But after Carter's death, Ralph created another career, one that any entertainer could be proud of, one that featured many of the best musicians to come through the genre over the years.  And he did it without rehashing everything the Brothers had done, although it remained the heart of his act.  He almost single-handedly introduced a cappella gospel singing into the genre, and he brought back the "drop thumb" banjo style his mother Lucy had taught him, featuring it in almost every show.  George Shuffler, Roy Lee Centers, Jack Cooke, Larry Sparks, Melvin Goins, Curly Ray Cline, Ricky Skaggs, Keith Whitley, Ricky Lee, James Alan Shelton, Charlie Sizemore, Ernie Thacker, Ralph Stanley II, James Price, Steve Sparkman, Dewey Brown...  So many great musicians passed through the Clinch Mountain Boys.  I played festivals and shows with many versions, and always cherished the opportunity to hear them and Ralph doing "Man of Constant Sorrow," "Clinch Mtn. Backstep," "Will You Miss Me," "Little Maggie," "Shout Little Luly," "Sitting on Top of the World," as well as all the great Carter Stanley songs over the years.  For true fans, it was just icing on the cake when Ralph became the centerpiece of the "O Brother" phenomenon, as much as it meant to him and his family at the time.

Most Blue Highway fans know that I often did an imitation of Ralph in our shows, and I'm sure they all realize (or hope they do) that it was done out of respect and admiration for one of our biggest heroes.  I'm sure Charlie Waller would have told you the same thing--he did a serviceable Ralph too, as well as a dead-on Hank Snow imitation.  One of my fondest memories is George Shuffler asking for the Ralph imitation at our shows!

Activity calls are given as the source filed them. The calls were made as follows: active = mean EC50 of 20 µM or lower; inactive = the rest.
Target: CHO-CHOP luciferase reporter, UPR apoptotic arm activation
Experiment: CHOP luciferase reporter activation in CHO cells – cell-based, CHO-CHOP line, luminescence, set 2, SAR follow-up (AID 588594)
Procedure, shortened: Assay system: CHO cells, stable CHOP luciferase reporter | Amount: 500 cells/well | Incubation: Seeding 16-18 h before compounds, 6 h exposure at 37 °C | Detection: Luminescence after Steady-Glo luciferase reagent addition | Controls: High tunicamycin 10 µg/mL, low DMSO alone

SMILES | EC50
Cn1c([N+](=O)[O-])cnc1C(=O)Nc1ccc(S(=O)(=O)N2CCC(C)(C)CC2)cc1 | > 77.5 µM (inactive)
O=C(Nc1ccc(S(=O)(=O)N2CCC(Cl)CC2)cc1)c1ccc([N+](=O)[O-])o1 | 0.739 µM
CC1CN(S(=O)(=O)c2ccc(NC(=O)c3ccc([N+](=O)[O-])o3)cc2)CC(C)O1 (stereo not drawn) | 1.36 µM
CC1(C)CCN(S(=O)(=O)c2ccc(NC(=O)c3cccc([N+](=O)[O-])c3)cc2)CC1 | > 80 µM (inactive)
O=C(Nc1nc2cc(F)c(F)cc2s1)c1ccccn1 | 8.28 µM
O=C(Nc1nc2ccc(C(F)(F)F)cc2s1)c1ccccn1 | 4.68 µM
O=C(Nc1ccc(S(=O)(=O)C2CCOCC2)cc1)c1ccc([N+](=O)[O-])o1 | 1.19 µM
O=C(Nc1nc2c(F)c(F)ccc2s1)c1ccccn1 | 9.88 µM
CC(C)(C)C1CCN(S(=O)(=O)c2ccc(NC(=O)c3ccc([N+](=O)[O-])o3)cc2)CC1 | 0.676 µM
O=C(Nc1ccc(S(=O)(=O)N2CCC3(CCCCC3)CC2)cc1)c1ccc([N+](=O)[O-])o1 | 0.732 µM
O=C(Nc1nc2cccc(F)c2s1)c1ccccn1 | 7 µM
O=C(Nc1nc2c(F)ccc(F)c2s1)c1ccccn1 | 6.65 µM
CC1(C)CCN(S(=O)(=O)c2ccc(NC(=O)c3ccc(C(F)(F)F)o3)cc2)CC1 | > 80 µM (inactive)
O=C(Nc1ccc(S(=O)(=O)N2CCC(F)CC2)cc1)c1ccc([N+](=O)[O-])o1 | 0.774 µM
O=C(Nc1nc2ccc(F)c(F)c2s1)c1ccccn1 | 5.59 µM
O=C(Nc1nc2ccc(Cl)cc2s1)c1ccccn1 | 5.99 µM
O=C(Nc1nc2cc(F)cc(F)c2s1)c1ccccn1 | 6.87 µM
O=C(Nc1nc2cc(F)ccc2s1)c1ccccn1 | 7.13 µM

I'm confident that the Stanley sound will continue because it's simply so powerful.  Its power seems to increase with time, and that may be Ralph's biggest legacy.  I am attaching one of my favorite all-time recordings, the Brothers' King-Starday version of "Little Maggie."  The whole cut is magic, with the pumping bass, sock guitar, cousin Ralph Mayo's soulful fiddle, but.... Ralph's lonesome, piercing vocal and banjo are the highlight.  This was probably his best banjo playing on record.  I defy you to listen to his break after the "Lay down your Last Gold Dollar...  Listen to that Old banjo ring" verse and not be moved.  It's the birth of the slamming modal banjo, in my opinion, so prevalent in modern bluegrass.  One of the great moments in the history of the music, easily.  

My deepest condolences to the Stanley family.

 
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  1. Little Maggie

Tim on the cover of Flatpicking Guitar Magazine March-April '16 

Tim was featured in a cover story by Dan Miller in Flatpicking Guitar magazine's March-April 2016 issue (Volume 20, No. 3).  Sadly, FGM is in its final year of publication, and has decided to "catch up" with artists profiled earlier in the magazine's history, including Tim, Jim Hurst, Bryan Sutton and Kenny Smith. Tim was originally featured in the January/February 2001 issue of the magazine (Volume 5, No. 2).  Both issues are available on the FGM website (click photo).

Howdy 

Welcome to my newly-designed website.  I'll be updating all my activities here, and sharing various musings.  I recently had a couple good conversations with friends of mine on far-ranging topics on their podcasts, including the formation of Blue Highway, streaming, the future of bluegrass and other more fun stuff...  Tim Shelton and Justin Moses are amazing musicians and singers, and it was good to talk with them at length recently about what's going on in my world.  Here are their links:

Tim Shelton (#35, May 24, 2016)










Justin Moses (Dec. 5, 2015)





Cool dudes both.

In upcoming blogs, I may talk about anything and everything.  May start a podcast.  May not.  May take up macrame.  Probably won't.  Might reminisce some, since I'm that age.  Might have advice, share observations, give out links and post documents I think are important, maybe clips of songs in progress.  Let me know what you'd like to see/hear.

Stay tuned.

Tim